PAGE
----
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Mexicans turn out in droves to protest electoral overhaul as they see democracy at risk

US Assistant Secretary of State Brian Nichols slammed the protests late Sunday, saying on Twitter that the electoral reforms were “testing the independence of electoral and judicial institutions.”

“The United States supports independent, well-resourced electoral institutions that strengthen democratic processes and the rule of law,” he added.

According to many political analysts, the INE and its predecessor were instrumental in creating a pluralistic democracy that ended decades of one-party rule in 2000.

Fernando Belunjaran, an opposition politician who helped organize the protests, argued that the INE changes undermined the electoral system and increased the risk of disputes in the 2024 elections when López Obrador’s successor will be chosen.

“Usually presidents seek governance and stability for their succession, but the president is creating uncertainty,” Belunjaran said. “He’s playing with fire.”

The Mexican president can only serve a single term of six years.

Belanzaran said on Twitter that more than 500,000 people had gathered in the capital on Sunday to protest the INE overhaul. He said that demonstrations are taking place in more than 100 cities.

Protests took place in states including Jalisco, Yucatán, Nuevo León, Querétaro, Guanajuato and Veracruz, according to news reports and footage circulating on social media.

The newspaper Excelsior cited local officials as saying that at least 22,000 people gathered in Monterrey, the capital of Nuevo León. News network Milenio reported that another 20,000 people took to the streets in the heart of Jalisco’s capital, Guadalajara.

Angel Garcia, a 50-year-old protester from Mexico City, said the demonstration was also an appeal to the Supreme Court to declare the INE overhaul a violation of the constitution.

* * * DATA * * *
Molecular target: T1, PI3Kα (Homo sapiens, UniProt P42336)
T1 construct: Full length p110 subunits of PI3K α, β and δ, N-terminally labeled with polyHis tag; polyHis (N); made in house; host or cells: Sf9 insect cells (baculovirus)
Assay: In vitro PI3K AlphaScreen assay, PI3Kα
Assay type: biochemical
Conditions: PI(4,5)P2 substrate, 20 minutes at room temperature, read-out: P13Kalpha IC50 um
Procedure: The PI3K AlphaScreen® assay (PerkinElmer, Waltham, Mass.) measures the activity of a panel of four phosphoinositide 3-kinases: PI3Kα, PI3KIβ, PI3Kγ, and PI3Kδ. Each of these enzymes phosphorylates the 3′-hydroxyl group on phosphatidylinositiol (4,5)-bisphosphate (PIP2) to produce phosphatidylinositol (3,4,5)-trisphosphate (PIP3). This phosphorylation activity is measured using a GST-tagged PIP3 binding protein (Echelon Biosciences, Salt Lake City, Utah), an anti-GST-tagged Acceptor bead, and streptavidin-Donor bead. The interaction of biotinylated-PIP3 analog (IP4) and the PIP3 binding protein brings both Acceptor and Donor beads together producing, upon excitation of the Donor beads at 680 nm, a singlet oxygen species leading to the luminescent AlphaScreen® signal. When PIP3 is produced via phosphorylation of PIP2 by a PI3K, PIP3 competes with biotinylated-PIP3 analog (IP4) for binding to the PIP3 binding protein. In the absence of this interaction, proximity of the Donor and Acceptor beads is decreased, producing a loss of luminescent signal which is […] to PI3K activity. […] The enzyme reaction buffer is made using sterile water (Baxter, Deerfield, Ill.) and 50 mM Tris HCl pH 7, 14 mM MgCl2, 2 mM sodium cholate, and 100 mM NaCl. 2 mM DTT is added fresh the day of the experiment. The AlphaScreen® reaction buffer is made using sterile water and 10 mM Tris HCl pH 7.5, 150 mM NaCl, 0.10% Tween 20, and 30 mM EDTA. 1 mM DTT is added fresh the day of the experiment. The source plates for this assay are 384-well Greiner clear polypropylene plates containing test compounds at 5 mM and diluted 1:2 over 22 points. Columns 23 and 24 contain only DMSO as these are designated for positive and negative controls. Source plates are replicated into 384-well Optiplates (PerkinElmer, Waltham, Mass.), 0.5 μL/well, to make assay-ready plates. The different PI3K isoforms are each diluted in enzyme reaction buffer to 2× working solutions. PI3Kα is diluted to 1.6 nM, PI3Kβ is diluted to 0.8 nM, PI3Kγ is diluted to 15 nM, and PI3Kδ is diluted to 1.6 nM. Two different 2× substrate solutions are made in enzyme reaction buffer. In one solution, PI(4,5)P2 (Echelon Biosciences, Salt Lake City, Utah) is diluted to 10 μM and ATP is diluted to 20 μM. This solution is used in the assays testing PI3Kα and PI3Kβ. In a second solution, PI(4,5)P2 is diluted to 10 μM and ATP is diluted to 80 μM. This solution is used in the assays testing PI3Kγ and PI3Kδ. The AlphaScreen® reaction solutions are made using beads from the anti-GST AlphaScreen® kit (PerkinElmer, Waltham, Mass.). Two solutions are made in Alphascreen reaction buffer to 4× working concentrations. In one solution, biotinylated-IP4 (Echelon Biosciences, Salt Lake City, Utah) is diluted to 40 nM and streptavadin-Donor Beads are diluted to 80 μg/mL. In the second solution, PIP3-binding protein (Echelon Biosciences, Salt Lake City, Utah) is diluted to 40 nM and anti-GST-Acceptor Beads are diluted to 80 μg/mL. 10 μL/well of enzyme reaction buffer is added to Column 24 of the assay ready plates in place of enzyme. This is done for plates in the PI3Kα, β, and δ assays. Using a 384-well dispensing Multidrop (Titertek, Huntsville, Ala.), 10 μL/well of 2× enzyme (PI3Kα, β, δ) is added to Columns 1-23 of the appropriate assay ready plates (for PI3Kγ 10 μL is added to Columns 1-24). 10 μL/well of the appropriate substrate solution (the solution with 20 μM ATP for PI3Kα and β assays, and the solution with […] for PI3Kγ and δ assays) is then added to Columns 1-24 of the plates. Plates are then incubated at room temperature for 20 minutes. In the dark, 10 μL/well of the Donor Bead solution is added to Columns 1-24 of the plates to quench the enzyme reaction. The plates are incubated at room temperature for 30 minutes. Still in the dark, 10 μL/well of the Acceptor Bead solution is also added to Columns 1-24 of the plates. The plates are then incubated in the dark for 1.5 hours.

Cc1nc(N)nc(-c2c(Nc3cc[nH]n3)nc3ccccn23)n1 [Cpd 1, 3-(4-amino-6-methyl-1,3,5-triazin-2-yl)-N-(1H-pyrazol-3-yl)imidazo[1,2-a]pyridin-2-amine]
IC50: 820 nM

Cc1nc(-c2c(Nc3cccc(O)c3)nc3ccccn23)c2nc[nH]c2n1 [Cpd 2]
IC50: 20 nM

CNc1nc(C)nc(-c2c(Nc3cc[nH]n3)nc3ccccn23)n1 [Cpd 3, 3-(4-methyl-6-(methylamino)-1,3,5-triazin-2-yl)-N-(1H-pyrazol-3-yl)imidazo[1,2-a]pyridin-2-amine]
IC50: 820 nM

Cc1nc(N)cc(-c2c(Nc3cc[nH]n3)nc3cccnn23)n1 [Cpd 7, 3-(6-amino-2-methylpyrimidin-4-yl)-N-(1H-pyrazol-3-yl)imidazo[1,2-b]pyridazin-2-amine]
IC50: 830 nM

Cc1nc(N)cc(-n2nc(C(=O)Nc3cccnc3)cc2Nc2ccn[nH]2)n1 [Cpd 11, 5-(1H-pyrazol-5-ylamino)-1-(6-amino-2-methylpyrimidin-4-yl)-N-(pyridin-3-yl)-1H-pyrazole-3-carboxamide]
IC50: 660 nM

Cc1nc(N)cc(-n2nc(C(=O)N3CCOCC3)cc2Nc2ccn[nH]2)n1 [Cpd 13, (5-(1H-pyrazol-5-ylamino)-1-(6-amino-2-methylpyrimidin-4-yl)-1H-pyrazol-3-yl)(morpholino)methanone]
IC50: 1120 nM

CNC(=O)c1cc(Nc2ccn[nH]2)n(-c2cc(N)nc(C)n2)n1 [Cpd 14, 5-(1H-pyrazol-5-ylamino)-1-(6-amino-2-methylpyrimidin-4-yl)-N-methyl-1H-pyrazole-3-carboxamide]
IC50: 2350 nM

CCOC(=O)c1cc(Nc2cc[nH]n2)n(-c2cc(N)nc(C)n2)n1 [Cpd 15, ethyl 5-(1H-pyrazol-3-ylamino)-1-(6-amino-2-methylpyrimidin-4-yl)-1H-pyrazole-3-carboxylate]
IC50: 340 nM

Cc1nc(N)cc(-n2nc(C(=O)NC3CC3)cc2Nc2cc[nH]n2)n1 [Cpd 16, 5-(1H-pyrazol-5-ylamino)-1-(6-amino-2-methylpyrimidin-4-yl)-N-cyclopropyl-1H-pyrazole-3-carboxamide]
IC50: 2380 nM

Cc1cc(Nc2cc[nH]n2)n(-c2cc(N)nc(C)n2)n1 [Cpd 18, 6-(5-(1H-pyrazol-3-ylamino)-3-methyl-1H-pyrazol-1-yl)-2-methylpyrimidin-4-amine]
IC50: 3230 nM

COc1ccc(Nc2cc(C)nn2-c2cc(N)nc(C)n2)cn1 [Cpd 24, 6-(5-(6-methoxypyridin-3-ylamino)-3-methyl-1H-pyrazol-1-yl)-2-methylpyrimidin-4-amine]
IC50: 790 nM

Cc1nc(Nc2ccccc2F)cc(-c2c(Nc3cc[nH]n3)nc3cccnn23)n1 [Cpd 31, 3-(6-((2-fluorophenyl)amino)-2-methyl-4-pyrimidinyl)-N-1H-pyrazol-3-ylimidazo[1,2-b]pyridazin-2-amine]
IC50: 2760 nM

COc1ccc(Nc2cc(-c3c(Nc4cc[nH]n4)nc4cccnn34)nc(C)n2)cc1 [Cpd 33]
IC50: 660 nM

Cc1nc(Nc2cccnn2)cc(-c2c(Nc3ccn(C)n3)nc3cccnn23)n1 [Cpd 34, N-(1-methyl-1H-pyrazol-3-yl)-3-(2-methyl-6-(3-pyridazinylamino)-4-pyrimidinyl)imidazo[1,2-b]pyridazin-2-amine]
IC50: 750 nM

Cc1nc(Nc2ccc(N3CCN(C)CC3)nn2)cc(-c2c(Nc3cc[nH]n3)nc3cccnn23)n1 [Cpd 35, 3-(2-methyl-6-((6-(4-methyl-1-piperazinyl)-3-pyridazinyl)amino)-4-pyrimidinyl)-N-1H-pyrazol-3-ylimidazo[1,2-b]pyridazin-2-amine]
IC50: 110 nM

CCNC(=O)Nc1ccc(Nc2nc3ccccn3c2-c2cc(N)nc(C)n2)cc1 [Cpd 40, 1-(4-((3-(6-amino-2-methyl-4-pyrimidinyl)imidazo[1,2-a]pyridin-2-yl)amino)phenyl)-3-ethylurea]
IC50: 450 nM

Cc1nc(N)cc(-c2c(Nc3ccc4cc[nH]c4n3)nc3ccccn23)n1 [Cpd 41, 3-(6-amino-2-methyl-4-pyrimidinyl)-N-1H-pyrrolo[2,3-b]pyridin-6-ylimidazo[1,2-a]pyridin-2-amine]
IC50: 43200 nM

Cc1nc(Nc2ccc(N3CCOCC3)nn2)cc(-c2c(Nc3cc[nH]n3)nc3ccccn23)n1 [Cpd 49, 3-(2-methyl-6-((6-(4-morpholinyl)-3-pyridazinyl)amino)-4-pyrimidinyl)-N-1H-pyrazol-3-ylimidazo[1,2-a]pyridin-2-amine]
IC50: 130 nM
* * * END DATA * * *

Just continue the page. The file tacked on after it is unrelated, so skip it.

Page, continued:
Garcia, a lawyer, argued that if Mexico did not protect the INE, its democracy would be sent “back to the past”.

“It’s now or never,” he said.

López Obrador, a leftist who claims he was twice denied the presidency before a landslide victory in the 2018 election, argues the INE is too expensive and biased in favor of his opponents. The institute denies this.

The president has described Sunday’s protests as a partisan attempt by the opposition to discredit his government.

According to INE, the presidential overhaul violates the constitution, curbs its independence and eliminates thousands of jobs dedicated to the security of the electoral process, making it difficult to hold free and fair elections.

López Obrador, whose approval rating is still 60% or more in opinion polls, has also undermined other autonomous bodies that scrutinize his power on the grounds that they are a drain on the public purse and against his political project. hostile towards.

He says his INE shake-up will save $150 million annually.

Polls show the president’s National Regeneration Movement (MORENA), which has become the dominant force in Mexico in just a few years, is a strong favorite to win the 2024 election.

Antonio Mondragón, a retired Mexico City dentist who voted for López Obrador in 2018, said people were tired of the president behaving like a “dictator”.

“We need to go back to being a democracy,” said Mondragón, 83, “because the man is going crazy.”



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